Aaron Moberger: 25:06 Yeah, I think if the founders know and care about it, like Dan Kenary, our CEO does. It's, you know, they have to have that. It's sort of a natural fit because the craft beer industry attracts people who are passionate about what they do, you know. So in that sense it's a great fit. But they still need to have folks, you know, founders that would heard about and care enough about that strategy to go there. So as many craft brewers that have gone ESOP, which is awesome -- and I think the number of those has doubled or tripled since our transaction, which is fantastic. There are also other places that are our size and age roughly that when it's time for them to go to the next stage in their succession plan, they would sell to a private equity or strategic [inaudible] or something like that. So.


Bret Keisling: 25:54 So it's, it's much like any other industry and the founder of selling shareholder, et cetera, et cetera. Oftentimes will need an exit strategy, will need something as a way to pull liquidity out, they don't necessarily exit and that sort of thing. So when the decision is made, the ESOP just in traditional exit planning strategy, ESOP may be an option, but selling out to a large conglomerate can also be the case as well. InBev or one of those?


Aaron Moberger: 26:20 Yeah. And it seems like, you know why some of those deals have happened. You know, maybe if the founders had heard or knew about ESOPs or how to, you know, had advisors where they could execute them or something like that. And maybe they would've done that. But you know, of course ABI is not going to come to the table and say, well, you can sell to your employees too. You know, that side's not getting a shake as much. We're extremely, extremely fortunate in that respect, and also to have, you know, founder Dan who wants to stay and make this run the best that it possibly can. So was a succession strategy for his co founder Rich, that's where most of the 48% of the shares in the ESOP came from in 2014. And then we've got Dan who's here and cares that much about and committed to making it a majority ESOP in the best way possible.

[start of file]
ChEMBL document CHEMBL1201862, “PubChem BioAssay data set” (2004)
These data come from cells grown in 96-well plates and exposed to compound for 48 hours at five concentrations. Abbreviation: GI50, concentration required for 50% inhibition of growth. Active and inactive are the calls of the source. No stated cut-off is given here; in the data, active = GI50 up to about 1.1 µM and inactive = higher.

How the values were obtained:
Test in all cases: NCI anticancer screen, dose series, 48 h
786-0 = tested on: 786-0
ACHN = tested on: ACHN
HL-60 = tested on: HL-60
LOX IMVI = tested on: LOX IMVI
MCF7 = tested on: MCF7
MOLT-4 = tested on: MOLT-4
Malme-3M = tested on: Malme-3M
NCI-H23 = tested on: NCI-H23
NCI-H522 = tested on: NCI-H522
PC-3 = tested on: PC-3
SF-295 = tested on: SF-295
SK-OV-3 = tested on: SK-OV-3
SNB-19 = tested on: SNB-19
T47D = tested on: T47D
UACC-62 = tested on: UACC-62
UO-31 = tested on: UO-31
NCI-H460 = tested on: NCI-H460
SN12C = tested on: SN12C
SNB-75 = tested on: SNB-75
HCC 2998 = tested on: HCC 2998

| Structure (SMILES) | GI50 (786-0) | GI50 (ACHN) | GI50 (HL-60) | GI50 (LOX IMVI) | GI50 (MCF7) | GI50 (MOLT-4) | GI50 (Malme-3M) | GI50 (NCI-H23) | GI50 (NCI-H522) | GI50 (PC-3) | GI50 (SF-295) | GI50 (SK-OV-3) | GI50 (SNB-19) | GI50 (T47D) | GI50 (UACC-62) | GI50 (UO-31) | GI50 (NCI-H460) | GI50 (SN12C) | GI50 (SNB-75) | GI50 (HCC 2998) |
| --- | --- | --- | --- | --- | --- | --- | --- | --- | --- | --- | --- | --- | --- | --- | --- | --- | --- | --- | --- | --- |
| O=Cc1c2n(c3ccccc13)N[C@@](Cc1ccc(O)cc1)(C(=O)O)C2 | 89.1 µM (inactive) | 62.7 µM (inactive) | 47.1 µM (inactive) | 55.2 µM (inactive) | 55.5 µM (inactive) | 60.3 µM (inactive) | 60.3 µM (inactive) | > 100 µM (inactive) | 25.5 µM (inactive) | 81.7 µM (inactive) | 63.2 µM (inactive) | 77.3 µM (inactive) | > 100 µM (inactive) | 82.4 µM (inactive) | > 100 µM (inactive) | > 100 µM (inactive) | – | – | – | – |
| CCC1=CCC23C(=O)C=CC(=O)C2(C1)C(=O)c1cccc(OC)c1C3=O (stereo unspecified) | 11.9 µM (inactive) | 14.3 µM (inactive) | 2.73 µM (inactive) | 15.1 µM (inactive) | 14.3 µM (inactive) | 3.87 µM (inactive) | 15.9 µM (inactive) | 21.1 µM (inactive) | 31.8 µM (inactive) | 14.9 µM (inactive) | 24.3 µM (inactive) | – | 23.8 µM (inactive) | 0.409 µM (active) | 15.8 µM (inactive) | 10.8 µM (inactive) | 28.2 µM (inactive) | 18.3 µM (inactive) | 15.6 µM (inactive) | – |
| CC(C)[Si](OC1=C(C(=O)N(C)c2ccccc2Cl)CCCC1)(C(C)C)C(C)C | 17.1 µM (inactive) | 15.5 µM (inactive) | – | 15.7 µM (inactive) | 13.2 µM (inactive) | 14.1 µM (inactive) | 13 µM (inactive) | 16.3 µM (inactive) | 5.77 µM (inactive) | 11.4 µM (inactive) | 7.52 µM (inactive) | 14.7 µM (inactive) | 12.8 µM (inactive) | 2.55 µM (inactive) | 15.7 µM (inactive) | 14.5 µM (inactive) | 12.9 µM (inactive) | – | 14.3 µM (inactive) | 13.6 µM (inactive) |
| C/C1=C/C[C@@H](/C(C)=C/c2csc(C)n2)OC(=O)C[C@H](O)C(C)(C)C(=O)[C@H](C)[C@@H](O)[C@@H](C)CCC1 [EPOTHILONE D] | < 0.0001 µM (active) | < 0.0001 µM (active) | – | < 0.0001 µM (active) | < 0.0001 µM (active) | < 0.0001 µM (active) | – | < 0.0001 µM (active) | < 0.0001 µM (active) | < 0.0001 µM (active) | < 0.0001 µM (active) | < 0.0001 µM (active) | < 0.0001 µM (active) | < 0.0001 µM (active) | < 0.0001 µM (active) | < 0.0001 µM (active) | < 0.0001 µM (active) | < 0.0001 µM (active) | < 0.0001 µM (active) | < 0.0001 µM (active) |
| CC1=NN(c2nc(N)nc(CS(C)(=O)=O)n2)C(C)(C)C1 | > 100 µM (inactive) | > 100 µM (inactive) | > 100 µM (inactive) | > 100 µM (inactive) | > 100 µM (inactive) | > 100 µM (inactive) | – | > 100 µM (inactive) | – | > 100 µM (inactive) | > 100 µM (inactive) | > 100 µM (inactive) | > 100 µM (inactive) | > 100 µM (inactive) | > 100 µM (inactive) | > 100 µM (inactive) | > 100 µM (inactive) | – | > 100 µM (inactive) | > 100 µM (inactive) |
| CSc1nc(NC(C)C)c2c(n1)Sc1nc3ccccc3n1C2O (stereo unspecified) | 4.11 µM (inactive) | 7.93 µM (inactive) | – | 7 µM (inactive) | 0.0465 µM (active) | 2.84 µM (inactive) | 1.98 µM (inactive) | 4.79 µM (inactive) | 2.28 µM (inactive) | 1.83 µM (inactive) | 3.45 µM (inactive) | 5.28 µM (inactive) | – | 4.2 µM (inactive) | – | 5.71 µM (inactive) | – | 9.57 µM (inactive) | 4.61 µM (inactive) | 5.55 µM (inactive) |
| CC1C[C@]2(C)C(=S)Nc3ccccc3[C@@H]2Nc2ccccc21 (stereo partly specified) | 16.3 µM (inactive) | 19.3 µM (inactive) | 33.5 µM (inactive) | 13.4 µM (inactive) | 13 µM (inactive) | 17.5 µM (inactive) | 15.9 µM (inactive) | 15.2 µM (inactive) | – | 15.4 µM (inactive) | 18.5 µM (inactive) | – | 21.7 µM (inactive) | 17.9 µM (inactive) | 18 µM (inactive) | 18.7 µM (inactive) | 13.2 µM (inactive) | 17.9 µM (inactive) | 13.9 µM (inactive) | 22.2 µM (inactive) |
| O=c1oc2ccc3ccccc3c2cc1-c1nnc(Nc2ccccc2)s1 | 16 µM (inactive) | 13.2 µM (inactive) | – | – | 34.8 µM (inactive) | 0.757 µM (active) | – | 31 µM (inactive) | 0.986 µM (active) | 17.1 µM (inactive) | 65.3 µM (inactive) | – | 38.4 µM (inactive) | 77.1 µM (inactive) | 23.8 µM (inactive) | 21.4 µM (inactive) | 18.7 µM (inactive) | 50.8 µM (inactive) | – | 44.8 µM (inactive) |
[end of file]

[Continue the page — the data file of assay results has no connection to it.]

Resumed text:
Bret Keisling: 27:09 Is there a sense of timeframe for a majority ESOP? Or is it just one of the... we're on the path and get there when you get there.


Aaron Moberger: 27:16 Yeah. I think the market is such that it is right now that the strategists all have a bunch of things to balance, you know, so...


Bret Keisling: 27:24 And it's working now, so there's no need for a minute, changes that quickly.


Aaron Moberger: 27:29 Absolutely.


Bret Keisling: 27:30 So talk a little bit -- earlier in this recording, you had referenced the one or two things were employee initiatives, which I assume is tied to it being employee owned.


Aaron Moberger: 27:40 Yes.


Bret Keisling: 27:40 So talk a little bit about the effects of being an ESOP on Harpoon. How's it changed your company?


Aaron Moberger: 27:48 Yeah. We had a really good culture to begin with, so it's -- it wasn't like flicking a switch or something like that, where all of a sudden we're employee owned and we've got more of like an ownership spirit. It's an ownership spirit before that. But of course you need the, you need the ESOP component as well.